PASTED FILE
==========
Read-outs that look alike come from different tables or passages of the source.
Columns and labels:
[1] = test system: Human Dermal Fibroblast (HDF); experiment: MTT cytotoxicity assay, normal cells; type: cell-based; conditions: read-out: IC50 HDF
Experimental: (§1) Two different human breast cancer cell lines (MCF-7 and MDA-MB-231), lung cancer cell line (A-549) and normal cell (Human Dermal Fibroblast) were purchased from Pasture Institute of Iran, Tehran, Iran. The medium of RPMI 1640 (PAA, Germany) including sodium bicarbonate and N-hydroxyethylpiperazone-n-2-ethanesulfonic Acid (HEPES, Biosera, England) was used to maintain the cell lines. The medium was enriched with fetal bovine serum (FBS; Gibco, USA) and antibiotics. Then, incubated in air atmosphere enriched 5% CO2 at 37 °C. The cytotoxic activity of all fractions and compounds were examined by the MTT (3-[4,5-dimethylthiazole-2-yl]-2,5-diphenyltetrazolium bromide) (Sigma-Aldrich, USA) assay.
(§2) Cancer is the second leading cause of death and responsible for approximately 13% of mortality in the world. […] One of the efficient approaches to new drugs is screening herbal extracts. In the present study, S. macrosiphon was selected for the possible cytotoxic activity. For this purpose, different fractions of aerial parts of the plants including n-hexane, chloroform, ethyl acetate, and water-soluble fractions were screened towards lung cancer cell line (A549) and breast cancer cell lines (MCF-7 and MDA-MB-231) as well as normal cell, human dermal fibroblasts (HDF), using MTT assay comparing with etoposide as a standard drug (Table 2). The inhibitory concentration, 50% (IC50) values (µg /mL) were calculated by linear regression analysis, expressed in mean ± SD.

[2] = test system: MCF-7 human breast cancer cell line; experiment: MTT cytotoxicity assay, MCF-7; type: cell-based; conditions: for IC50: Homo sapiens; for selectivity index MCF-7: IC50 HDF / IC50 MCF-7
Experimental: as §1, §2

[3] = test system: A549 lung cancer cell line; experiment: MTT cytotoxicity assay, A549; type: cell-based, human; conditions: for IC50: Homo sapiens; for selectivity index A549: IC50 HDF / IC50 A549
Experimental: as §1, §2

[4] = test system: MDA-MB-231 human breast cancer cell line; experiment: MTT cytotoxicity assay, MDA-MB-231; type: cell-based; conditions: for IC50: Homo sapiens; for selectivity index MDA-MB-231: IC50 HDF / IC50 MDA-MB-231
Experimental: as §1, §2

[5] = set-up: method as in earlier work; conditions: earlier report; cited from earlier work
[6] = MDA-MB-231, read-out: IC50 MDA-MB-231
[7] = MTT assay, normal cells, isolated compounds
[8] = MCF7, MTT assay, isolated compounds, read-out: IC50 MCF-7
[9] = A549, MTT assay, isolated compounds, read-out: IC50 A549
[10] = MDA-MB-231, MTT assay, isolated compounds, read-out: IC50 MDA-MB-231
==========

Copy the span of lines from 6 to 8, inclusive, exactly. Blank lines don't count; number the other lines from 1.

[2] = test system: MCF-7 human breast cancer cell line; experiment: MTT cytotoxicity assay, MCF-7; type: cell-based; conditions: for IC50: Homo sapiens; for selectivity index MCF-7: IC50 HDF / IC50 MCF-7
Experimental: as §1, §2

[3] = test system: A549 lung cancer cell line; experiment: MTT cytotoxicity assay, A549; type: cell-based, human; conditions: for IC50: Homo sapiens; for selectivity index A549: IC50 HDF / IC50 A549